Lincoln’s primary focus was the saving of the Union. “Many historians have called this old conventional wisdom into question, arguing that Lincoln was not really motivated by commitment to end slavery. The proof, they claim, is his famous letter to Horace Greeley in which he wrote that ‘my paramount object in this struggle is to save the Union, and it is not either to save or destroy slavery, If I could save the Union without freeing any slave, I would do it, and if I could save it by freeing all the slaves, I would do it; and if I could save it by freeing some and leaving others alone I would also do that.'”

    http://ashbrook.org/publications/oped-owens-04-guelzo/

  14. Of course when Lincoln wrote to Greeley he already had drafted the Emancipation Proclamation and was merely awaiting a Union victory to announce it. Lincoln, ever the shrewd trial attorney, was already preparing his chief defense of the Proclamation, that is was undertaken solely as a war measure. If it were not undertaken as a war measure, he had no power to liberate the slaves.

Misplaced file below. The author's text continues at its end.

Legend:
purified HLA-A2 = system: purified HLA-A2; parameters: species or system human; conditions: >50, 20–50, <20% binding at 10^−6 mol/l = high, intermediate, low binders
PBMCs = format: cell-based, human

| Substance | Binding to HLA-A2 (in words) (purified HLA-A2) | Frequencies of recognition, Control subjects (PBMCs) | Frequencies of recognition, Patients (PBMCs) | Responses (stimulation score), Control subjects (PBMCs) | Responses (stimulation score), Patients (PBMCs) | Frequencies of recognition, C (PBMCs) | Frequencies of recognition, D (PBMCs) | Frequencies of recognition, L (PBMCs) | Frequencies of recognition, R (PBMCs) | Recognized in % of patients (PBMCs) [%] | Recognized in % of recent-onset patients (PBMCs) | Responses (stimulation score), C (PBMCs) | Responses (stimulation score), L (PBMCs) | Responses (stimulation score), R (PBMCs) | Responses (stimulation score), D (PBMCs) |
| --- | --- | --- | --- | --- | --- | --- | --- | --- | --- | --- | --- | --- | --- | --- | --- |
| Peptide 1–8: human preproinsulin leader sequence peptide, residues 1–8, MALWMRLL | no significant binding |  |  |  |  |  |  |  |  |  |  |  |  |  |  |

15. Relative statements from Lincoln’s 2nd Inaugural address:

      “On the occasion corresponding to this four years ago all thoughts were anxiously directed to an impending civil war. All dreaded it, all sought to avert it. While the inaugural address was being delivered from this place, devoted altogether to saving the Union without war, insurgent agents were in the city seeking to destroy it without war—seeking to dissolve the Union and divide effects by negotiation. Both parties deprecated war, but one of them would make war rather than let the nation survive, and the other would accept war rather than let it perish, and the war came.”